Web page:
Renewed Freedom Center is excited to participate in National Children’s Mental Health Awareness Week on May 5th – 11th! We believe that raising awareness is important especially when it is our goal to increase the public’s knowledge and understanding of pediatric OCD and related anxiety disorders. However, being aware and knowledgeable does not necessarily mean something is actually being done. What we need is ACTION!
What can you do to take action? Join the fight to REMOVE the stigma!
Stigma is the major obstacle sufferers of mental disorders face every single day. Especially now that National Children’s Mental Health Awareness Week is coming, it is crucial for each and every one of us to speak out and DO something for children suffering from mental illness. There are as many as 1 out of every 5 young people quietly struggling today, too afraid to say anything until they are in crisis. Yet there are still a whole lot of people who ignore and believe that “emotional problems” simply go away.
How can we make a difference? Let’s open up conversations with our children, students, relatives, and friends. We should not be afraid to talk about mental illness. It does not have to be embarrassing or scary, because it’s an ongoing health concern. And based on the mind-body connection, if you’re not mentally healthy, your also won’t be physically healthy.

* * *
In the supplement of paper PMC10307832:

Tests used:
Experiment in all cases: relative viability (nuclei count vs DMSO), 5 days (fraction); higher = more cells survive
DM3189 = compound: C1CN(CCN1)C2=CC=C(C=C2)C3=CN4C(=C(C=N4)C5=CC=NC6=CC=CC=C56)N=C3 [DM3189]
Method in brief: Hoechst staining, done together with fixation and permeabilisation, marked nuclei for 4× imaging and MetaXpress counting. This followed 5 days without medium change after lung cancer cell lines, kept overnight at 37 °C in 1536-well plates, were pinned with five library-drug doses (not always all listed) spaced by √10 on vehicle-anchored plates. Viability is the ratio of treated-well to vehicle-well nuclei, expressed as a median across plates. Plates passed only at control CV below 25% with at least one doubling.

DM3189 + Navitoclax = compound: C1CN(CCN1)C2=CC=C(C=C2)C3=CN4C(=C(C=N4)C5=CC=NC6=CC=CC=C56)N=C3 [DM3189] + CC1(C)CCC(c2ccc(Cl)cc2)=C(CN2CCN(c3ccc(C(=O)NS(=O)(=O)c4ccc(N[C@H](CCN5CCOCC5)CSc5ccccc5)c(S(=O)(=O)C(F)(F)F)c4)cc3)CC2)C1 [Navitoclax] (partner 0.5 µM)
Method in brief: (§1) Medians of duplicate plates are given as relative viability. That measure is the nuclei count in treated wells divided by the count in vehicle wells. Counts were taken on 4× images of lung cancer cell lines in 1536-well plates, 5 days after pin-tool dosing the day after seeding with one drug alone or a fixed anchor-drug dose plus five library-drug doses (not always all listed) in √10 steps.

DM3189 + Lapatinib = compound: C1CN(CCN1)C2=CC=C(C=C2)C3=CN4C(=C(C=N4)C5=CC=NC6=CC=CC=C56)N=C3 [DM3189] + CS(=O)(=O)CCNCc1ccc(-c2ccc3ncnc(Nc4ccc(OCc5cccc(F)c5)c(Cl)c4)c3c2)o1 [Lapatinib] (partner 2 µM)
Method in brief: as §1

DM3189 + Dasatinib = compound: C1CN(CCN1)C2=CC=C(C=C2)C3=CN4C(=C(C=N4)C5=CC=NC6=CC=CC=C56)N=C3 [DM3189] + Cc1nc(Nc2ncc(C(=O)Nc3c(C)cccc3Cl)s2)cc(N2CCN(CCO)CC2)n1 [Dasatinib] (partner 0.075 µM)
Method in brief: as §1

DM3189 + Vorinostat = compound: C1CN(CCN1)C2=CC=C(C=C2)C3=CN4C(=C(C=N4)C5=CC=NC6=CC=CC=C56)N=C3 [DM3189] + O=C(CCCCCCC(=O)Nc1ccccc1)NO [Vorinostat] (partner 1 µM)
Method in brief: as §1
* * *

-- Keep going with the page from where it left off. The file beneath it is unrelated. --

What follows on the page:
An effective method of talking about mental health disorders is through peer-to-peer communication. Schools are the places where youths interact most with other youths. For parents and teachers: let’s give kids the opportunity to make conversations about mental illness an ongoing possibility. Educate them early about mental disorders and talk about prevention. Give them tools to address mental illness among their peers, families, communities, and even within themselves. Help them feel supported, not bullied. Bullying is a form of stigma!
We hope that as National Children’s Mental Health Awareness Week approaches, all will choose to stand against the stigma. Spread the word about mental health disorders. Speak out and don’t be ashamed. Open up conversations and be a supportive force. For all the children struggling with